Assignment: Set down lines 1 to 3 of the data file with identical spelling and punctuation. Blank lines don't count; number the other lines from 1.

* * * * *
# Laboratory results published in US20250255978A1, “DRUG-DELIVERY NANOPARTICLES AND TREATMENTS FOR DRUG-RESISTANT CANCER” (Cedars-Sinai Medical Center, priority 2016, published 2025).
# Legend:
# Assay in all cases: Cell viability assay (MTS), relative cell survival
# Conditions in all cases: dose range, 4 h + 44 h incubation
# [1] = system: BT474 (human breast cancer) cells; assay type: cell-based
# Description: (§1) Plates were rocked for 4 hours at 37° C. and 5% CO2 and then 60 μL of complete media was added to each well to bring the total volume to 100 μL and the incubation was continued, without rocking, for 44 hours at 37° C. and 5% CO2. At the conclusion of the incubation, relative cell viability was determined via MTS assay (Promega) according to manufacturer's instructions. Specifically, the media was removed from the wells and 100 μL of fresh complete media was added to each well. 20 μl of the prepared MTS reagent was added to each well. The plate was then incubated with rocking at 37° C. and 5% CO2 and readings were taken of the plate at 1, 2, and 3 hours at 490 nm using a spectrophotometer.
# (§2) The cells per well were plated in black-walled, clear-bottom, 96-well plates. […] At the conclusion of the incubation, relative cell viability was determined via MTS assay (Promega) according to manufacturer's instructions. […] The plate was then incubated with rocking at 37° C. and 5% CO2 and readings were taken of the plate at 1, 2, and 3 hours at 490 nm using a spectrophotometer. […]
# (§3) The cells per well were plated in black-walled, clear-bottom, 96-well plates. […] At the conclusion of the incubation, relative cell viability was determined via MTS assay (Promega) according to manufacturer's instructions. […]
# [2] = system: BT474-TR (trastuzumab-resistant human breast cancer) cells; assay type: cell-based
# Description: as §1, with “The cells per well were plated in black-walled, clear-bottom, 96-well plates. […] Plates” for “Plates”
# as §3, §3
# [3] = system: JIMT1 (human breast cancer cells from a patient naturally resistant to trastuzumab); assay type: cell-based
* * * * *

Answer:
# Laboratory results published in US20250255978A1, “DRUG-DELIVERY NANOPARTICLES AND TREATMENTS FOR DRUG-RESISTANT CANCER” (Cedars-Sinai Medical Center, priority 2016, published 2025).
# Legend:
# Assay in all cases: Cell viability assay (MTS), relative cell survival